• If neither party can form any coalition at all they can attempt to govern with a minority government or call new elections.


  • This post does not posit that one system is better than the other.  Clearly, if any state discovered a utopian way to be governed, many others would follow suit.  Both the EU's parliamentary system and the US's presidential system have their pros and cons.  This is simply an exercise to see how the process of electing the President would occur under a different system.
  • Seats were allocated on a proportional basis.  If a party won 70% of the votes in a particular state, an attempt was made to allocate 70% of that state's seats to that party.  There was no threshold to gaining a seat.


What this exercise shows is that neither Trump nor Clinton would have had an absolute majority with which to govern and that the one to become Prime Minister would be the one that can convince the Libertarians, the Greens, and/or Evan McMullin to work with them in a coalition government.  If they could not pull that off, they would have to work together in a grand coalition.  Imagine that.

The table below shows the allocation of seats in the Parliament according to percent of the vote each party received in each state.  The Democrats and Republicans continue to dominate by holding majorities or sharing power in every single state.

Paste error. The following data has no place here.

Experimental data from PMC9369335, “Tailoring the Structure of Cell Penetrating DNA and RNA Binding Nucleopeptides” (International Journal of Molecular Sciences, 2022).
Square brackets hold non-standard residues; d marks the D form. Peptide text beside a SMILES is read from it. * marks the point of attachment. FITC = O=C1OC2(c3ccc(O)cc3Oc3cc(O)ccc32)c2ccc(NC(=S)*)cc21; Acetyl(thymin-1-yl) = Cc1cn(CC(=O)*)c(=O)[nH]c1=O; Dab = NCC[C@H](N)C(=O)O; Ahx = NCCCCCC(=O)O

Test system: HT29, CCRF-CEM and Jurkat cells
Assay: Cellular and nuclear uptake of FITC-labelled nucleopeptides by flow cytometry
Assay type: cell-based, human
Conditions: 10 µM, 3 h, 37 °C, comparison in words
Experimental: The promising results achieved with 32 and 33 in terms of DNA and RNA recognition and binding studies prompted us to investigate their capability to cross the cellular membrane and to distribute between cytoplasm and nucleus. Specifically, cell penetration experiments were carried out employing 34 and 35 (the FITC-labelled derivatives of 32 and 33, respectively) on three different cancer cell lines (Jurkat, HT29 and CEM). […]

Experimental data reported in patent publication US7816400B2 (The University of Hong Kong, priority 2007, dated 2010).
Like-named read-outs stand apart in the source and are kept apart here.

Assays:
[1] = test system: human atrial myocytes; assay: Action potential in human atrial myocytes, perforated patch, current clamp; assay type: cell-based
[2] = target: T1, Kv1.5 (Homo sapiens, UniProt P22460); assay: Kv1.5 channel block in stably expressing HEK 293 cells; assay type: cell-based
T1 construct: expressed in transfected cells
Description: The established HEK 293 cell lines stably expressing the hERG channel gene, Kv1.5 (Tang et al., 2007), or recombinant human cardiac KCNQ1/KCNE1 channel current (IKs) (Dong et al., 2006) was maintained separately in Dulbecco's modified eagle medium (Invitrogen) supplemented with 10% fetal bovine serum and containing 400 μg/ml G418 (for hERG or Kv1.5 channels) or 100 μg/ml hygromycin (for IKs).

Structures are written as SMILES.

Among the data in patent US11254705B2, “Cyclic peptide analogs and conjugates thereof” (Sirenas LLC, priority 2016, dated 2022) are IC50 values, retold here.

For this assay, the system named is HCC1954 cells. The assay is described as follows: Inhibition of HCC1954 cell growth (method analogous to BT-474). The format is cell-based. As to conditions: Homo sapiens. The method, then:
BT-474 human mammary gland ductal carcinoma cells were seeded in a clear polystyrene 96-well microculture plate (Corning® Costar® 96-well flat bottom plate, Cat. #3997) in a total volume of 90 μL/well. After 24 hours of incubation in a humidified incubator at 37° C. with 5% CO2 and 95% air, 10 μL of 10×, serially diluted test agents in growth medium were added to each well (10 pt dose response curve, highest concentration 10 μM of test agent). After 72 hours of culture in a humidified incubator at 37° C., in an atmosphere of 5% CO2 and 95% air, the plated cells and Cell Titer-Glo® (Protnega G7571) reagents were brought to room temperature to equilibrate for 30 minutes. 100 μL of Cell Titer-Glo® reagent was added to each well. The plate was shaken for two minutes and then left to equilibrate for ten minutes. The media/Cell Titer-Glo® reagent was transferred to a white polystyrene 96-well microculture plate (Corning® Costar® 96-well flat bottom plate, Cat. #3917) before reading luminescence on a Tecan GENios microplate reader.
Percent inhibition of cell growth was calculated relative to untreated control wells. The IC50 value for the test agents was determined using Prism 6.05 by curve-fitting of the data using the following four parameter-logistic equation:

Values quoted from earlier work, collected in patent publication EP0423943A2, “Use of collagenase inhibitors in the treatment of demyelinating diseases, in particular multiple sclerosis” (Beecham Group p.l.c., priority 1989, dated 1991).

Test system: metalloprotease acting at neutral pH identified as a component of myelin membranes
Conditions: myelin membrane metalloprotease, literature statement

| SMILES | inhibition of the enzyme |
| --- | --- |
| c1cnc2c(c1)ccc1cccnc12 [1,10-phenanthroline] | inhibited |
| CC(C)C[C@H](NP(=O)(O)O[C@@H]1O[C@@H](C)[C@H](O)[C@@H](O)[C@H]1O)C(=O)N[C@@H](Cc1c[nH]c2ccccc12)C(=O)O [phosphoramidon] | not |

New Hampshire11000
New Jersey75000
New Mexico21000
New York1610100
North Carolina67000
North Dakota01000
Rhode Island11000
South Carolina34000
South Dakota01000
West Virginia12000
US Total2162071011

The Republicans hold a majority in 22 states while the Democrats hold a majority in 14 states.  The Democrats and Republicans have an equal number of seats in 14 states.  The Libertarians receive 2 seats in California and 1 seat each in 8 other states.  The Greens receive one seat in California.  Evan McMullin receives 1 seat in Utah.

It is a strong possibility that either Clinton or Trump would have attempted to govern with a minority government if they could not come to terms with the other parties.  That means that they would have to reach out to either the Libertarians, the Greens, or McMullin to get legislation passed.

It should also be noted that the US and EU governing and political cultures are vastly different.  Americans vote for their local representative who will fight for the issues of the locality to which the representative is elected.  Europeans vote for a political party to enact a specific set of laws throughout the land.  In America, politics is very local as the representative looks out for the needs and wants of his constituents who reside within a specific geographic area.  In Europe, parties expect their representatives to vote the party line and representatives do not necessarily represent a specific locality.  Each system is different and each has its pros and its cons.  This post does not suggest that one is better than the other, it is merely a succinct review of a political process.


The Green Papers.  "2016 Presidential Election by State."  Accessed July 18, 2019.

Filed under: Elections